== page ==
Today, on my morning prayer walk, I noticed that my right knee hurt a bit. It felt like I’d twisted it slightly, not so badly I could’t keep walking but enough that I noticed and reviewed yesterday’s activity. Oh, yeah. Corin and I were playing baseball in our backyard last evening.
Not full baseball, of course. I got him a wooden bat for his birthday and, to my glee, he loves it. He’d only used metal ones before. I wanted him to hear the crack of the bat. Last night, he wanted to bunt the ball with his new bat…in the living room. “Just pitch me one, Dad!”…while in easy bunting distance of roughly 700 breakable objects. With Kim sitting there watching.
Thus, this morning, as I was walking a bit tenderly and favoring that knee, I considered our activity the night before, which was basically a game of pepper: one of us pitching underhand from ten feet, the other either bunting or taking light swings. The pitcher had to react and spear grounders, line drives, and pop-ups. Lots of lunging, a few turn-and-run-three-steps-to-catch-it coming-over-your-head. It took some quick reflexes and lasted until my (very poor) night vision threatened to get me a ball in the nose. Corin loved it and was surprised how much effort it took. We were both panting and sweating when we came inside.
Yes, I did breathe in the moment and appreciate how fortunate I am.
But this morning, I had a different thought. No, not Grumpy Old Man with Sore Knee. When my mind clicked on our game, for some reason it also offered, “Fifty-two,” as in,”You’re fifty-two, Mike, and you’re doing well to jump into a game of pepper and still be able to walk the next morning.” But I often think about how old I am, because being active at fifty-two, at least for me, means not forgetting and also having to work harder to keep making that possible.
No, the different thought was, “How was Dad at 52?” I don’t know why that question came to me. It took me a minute–6AM, remember–to do the math and then figure out his…
Fifty-two was the worst. Dad died in 1998, at age sixty-eight. Sixteen years earlier, then, he was fifty-two. Dad took early retirement at fifty-two or fifty-three, after the 1983-84 school year. He had taught for thirty years already. I know that was his final year of teaching because it was A)the year after I had him in school, B)the year he would come home from school, collapse into his chair still wearing his heavy coat and boots, and gasp for breath. He seemed to do that every day.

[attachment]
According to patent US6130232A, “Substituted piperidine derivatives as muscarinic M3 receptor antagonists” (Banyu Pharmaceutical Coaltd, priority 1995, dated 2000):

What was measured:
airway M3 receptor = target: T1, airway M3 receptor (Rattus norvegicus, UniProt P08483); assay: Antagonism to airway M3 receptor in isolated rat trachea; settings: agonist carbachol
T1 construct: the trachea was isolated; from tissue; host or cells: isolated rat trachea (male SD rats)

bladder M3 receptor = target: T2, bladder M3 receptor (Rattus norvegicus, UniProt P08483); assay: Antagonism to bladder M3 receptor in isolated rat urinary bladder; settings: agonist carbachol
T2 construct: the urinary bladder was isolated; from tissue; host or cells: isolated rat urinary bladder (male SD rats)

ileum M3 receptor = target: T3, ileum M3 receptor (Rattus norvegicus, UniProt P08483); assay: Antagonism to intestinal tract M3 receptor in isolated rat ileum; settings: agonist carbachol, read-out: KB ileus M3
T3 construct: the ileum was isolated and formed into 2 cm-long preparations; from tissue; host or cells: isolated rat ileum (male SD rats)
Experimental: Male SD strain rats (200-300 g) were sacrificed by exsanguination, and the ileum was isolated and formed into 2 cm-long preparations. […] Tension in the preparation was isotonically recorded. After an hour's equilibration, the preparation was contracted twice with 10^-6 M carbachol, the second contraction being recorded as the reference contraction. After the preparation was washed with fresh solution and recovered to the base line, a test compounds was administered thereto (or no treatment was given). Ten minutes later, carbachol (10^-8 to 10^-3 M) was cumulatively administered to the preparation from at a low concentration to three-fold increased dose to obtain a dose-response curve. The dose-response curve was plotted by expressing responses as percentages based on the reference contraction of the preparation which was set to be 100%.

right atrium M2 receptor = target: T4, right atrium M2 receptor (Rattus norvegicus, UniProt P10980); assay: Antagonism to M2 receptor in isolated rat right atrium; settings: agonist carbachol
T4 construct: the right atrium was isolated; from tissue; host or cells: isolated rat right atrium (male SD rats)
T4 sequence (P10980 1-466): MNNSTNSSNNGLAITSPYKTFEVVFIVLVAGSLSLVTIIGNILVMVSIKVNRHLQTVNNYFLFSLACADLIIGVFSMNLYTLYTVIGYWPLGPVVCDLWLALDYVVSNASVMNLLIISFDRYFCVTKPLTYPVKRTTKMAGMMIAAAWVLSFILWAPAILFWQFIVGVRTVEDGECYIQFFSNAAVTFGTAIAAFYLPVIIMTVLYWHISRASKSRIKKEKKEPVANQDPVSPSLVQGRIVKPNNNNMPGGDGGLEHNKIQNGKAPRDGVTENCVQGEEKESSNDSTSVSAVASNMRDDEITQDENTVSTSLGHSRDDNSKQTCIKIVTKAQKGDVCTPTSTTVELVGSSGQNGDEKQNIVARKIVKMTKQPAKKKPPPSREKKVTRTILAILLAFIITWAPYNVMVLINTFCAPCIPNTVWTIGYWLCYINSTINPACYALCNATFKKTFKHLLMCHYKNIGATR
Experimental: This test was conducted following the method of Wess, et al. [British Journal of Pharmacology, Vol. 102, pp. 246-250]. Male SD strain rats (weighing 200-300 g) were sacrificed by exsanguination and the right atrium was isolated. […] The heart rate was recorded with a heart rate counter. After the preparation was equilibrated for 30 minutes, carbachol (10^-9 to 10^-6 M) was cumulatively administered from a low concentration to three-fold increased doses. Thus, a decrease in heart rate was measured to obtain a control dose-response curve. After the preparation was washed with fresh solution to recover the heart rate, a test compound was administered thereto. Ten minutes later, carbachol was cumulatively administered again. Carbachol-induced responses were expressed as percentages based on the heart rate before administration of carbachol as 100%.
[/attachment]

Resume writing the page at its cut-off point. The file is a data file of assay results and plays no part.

Dad had been athletic. He reached a higher level of competition than I ever have, running track at Northern Illinois University and competing at big invitational meets.* He was a strong runner and intensely competitive. I mean, competitive about everything. When I was younger, nine and ten, he would hit me ground balls for hours so I could practice at shortstop. I remember standing out in the sun, waiting for his coughing spell to pass so he could hit some more. He pitched me untold hours of batting practice. I’ve described those outings as his expression of love for me. He knew I was never going to play shortstop for the New York Yankees. He gave me that time–and God knows how much energy–when he felt so lousy.
<REAL TIME INTERRUPTION>
Corin just walked through the door after riding his bike home from school and suggested we go play baseball during his lunch break. I’ll conclude this here. I trust you see where I was going.
I’m glad, grateful beyond words, that I can still run around and play with my son. I’m an older dad. I’ve committed to staying healthy and active, but that isn’t always our choice. Dad first got sick at forty-three. I was six. He improved from that horrible year when he was fifty-two, but he still had that lung disease the rest of his (shortened) life. I thought about it when I turned forty-three. I know it doesn’t only happen to someone else.
So thank you, God, for today.
PS Fortunately, one of our dogs started wretching at 4AM, and I coulnd’t get back to sleep, so I had plenty of writing time by the time Corin came home at noon. Neither dog had thrown up. When we turned the light on to clean it up, they both looked at us like “Why did you do that?”
PPS When you ask your fourteen-year-old son for a picture of him with his bat, of course he’ll comply–and swing it at you. I was quite pleased to have captured the moment with the bat inches away.
*I think intercollegiate track is considered higher than making regionals for ultimate. But I’m open to counter-arguments.
One thought on “Grateful Beyond Words”
Mike, thanks for sharing this reflection. My older son just joined the army at 19 and is now beginning to appreciate us.